Fireworks can result in beautiful photos, but the task of capturing fireworks in your own photos can be intimidating if you’ve never tried it. Thankfully, photographing fireworks isn’t as difficult as you might think. Here are some simple tips that you can follow to ensure that you come away with quality photos.
1. Consider the Background
While fireworks may be the main reason you’re interested in taking the photos, think about the background and the composition of your shots.
There are a few options when you’re photographing fireworks. You could line up in a position that allows you to capture only the fireworks on a plan black sky. While these photos can be beautiful, incorporating other objects into your photos will typically make the end result more interesting.
The options available to you will depend on the surroundings and where you are shooting. If you’re in a city, you may be able to position yourself to capture the fireworks along with the skyline. Or, you might want to capture people on the ground watching the fireworks.
Ideally, you’ll want to consider these factors ahead of time and get yourself in the position of your choice before the show begins. Since you’ll be working with a limited amount of time, it’s best to be set and in position so you have as many opportunities as possible to photograph the fireworks.
2. Find a High Spot
Assuming you don’t want people in your shot, it’s best to find some high ground. Again, take some time before the show begins to scout out the location and find the spot where you want to set up.
3. Set Up Your Tripod
In order to get sharp photos of fireworks, you’ll need to use a tripod. You’re going to be using slow shutter speeds, so any handheld shots are sure to be blurry.
Depending on your position and what is around you, you’ll probably want to extend your tripod legs to the maximum length so your camera is high, to avoid people or other objects getting in the way.
4. Turn Off Vibration Reduction
In most cases, you’ll get sharper results if you turn off vibration reduction when you are shooting from a tripod. The vibration reduction is intended for handheld shots and since you’ll be relying on a tripod for stability, it’s best to turn this setting off.
5. Use a Cable Release
Since getting the sharpest images possible is the goal, any possible movement that you can reduce or eliminate will help you to get closer to that goal. It’s possible that even pressing the button to open the shutter will cause a slight vibration or movement. By using a cable release, you won’t need to touch the camera to take the photo.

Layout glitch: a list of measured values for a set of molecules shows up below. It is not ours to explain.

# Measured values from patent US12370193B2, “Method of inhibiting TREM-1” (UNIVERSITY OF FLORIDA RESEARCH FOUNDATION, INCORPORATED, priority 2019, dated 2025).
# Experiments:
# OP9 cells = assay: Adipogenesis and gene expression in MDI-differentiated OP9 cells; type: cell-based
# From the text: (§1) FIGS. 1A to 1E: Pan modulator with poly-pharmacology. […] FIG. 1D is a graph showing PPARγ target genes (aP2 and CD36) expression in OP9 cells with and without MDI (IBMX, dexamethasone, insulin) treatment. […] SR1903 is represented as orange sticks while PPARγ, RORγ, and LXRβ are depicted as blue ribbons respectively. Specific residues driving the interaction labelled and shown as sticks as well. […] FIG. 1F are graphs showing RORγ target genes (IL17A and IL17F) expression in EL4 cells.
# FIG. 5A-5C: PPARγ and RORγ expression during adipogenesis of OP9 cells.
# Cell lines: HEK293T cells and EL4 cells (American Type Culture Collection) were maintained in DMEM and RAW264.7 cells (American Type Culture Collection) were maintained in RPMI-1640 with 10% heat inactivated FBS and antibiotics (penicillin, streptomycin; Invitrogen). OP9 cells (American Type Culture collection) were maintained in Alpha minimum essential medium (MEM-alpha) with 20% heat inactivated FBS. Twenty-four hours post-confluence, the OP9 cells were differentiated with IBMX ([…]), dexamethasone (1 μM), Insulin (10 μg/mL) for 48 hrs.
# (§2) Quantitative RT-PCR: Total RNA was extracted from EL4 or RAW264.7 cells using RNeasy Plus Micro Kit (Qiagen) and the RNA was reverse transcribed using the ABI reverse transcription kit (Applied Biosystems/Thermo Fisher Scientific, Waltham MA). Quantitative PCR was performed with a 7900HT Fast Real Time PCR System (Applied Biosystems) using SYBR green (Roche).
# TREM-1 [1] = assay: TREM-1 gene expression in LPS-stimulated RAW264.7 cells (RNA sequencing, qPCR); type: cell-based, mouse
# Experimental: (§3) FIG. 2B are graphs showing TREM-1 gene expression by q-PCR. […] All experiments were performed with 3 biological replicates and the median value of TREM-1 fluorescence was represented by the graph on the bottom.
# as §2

6. Shoot in Manual or Bulb Mode
Manual mode will give you full control over the settings of your camera, but bulb mode is likely to be more practical for photographing fireworks. With bulb mode, instead of setting a specific shutter speed, the shutter will remain open as long as the button is pressed (or by use of the cable release).
Determining the shutter speed can be tricky with fireworks, because you don’t know how long the burst will last. Using bulb mode you can start to take the photo at the beginning of the burst, and then stop the photo when the light from that firework is gone.
7. Use Manual Focus
Auto focus may not be the most reliable when you are photographing fireworks. Using manual focus is recommended in order to ensure that you get sharp photos.
Since you’ll be photographing from a tripod, you can set the manual focus and leave it set unless you change your focal length.
8. Choose Your Focal Length
You could use a wide angle lens, a standard lens, or telephoto, depending on your distance to the fireworks and what you want to capture.
9. Choose Your Aperture
Generally, an aperture somewhere around f/8 – f/11 should work well for photographing fireworks, but of course, you can experiment with this.
10. Use a Low ISO
In order to avoid noise or grain in your photos, set a low ISO. An ISO of 100 should be good.
Gear for Photographing Fireworks
Aside from a camera and lens, here are a few items that you’ll want to have with you.
- Tripod – Necessary for sharp photos.
- Cable release – Helps to avoid any movement caused by pressing the button.
- Spare battery – You don’t want a dead battery to ruin your opportunity.
- Memory card with plenty of space – You’ll be taking a lot of photos in a short time.
- Flashlist – Useful for finding your gear and checking your settings after it gets dark.
Photos on this page are licensed under the Pexels license and the Unsplash license.